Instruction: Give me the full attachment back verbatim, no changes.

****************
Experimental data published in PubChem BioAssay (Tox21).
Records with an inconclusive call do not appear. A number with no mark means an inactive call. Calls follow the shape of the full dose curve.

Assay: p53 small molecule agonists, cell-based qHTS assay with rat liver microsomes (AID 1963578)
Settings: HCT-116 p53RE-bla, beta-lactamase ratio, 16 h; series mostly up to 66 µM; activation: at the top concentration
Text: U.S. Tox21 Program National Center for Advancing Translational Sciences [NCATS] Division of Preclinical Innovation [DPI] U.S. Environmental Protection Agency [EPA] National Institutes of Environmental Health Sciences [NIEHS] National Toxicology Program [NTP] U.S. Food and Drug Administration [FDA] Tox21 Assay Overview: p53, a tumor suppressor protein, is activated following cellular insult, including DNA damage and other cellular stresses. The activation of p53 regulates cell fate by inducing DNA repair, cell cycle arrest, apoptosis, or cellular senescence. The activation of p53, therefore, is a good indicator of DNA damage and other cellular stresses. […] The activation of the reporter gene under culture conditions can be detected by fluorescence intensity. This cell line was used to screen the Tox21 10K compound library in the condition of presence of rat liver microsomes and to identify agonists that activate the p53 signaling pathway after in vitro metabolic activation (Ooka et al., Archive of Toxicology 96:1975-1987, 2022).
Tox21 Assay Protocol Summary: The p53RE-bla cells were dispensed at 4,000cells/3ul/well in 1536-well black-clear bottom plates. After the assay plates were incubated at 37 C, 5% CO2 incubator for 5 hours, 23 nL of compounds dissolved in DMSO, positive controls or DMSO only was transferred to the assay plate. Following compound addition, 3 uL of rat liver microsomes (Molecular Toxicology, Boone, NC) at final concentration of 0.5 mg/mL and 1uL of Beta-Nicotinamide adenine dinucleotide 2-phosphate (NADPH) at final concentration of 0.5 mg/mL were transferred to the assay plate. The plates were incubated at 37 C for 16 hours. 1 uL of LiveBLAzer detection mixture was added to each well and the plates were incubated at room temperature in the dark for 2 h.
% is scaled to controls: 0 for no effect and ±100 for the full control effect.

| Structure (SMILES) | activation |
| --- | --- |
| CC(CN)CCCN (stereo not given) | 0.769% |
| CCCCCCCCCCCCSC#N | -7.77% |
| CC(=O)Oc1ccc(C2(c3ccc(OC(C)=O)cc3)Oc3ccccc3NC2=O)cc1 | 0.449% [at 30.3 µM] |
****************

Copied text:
Experimental data published in PubChem BioAssay (Tox21).
Records with an inconclusive call do not appear. A number with no mark means an inactive call. Calls follow the shape of the full dose curve.

Assay: p53 small molecule agonists, cell-based qHTS assay with rat liver microsomes (AID 1963578)
Settings: HCT-116 p53RE-bla, beta-lactamase ratio, 16 h; series mostly up to 66 µM; activation: at the top concentration
Text: U.S. Tox21 Program National Center for Advancing Translational Sciences [NCATS] Division of Preclinical Innovation [DPI] U.S. Environmental Protection Agency [EPA] National Institutes of Environmental Health Sciences [NIEHS] National Toxicology Program [NTP] U.S. Food and Drug Administration [FDA] Tox21 Assay Overview: p53, a tumor suppressor protein, is activated following cellular insult, including DNA damage and other cellular stresses. The activation of p53 regulates cell fate by inducing DNA repair, cell cycle arrest, apoptosis, or cellular senescence. The activation of p53, therefore, is a good indicator of DNA damage and other cellular stresses. […] The activation of the reporter gene under culture conditions can be detected by fluorescence intensity. This cell line was used to screen the Tox21 10K compound library in the condition of presence of rat liver microsomes and to identify agonists that activate the p53 signaling pathway after in vitro metabolic activation (Ooka et al., Archive of Toxicology 96:1975-1987, 2022).
Tox21 Assay Protocol Summary: The p53RE-bla cells were dispensed at 4,000cells/3ul/well in 1536-well black-clear bottom plates. After the assay plates were incubated at 37 C, 5% CO2 incubator for 5 hours, 23 nL of compounds dissolved in DMSO, positive controls or DMSO only was transferred to the assay plate. Following compound addition, 3 uL of rat liver microsomes (Molecular Toxicology, Boone, NC) at final concentration of 0.5 mg/mL and 1uL of Beta-Nicotinamide adenine dinucleotide 2-phosphate (NADPH) at final concentration of 0.5 mg/mL were transferred to the assay plate. The plates were incubated at 37 C for 16 hours. 1 uL of LiveBLAzer detection mixture was added to each well and the plates were incubated at room temperature in the dark for 2 h.
% is scaled to controls: 0 for no effect and ±100 for the full control effect.

| Structure (SMILES) | activation |
| --- | --- |
| CC(CN)CCCN (stereo not given) | 0.769% |
| CCCCCCCCCCCCSC#N | -7.77% |
| CC(=O)Oc1ccc(C2(c3ccc(OC(C)=O)cc3)Oc3ccccc3NC2=O)cc1 | 0.449% [at 30.3 µM] |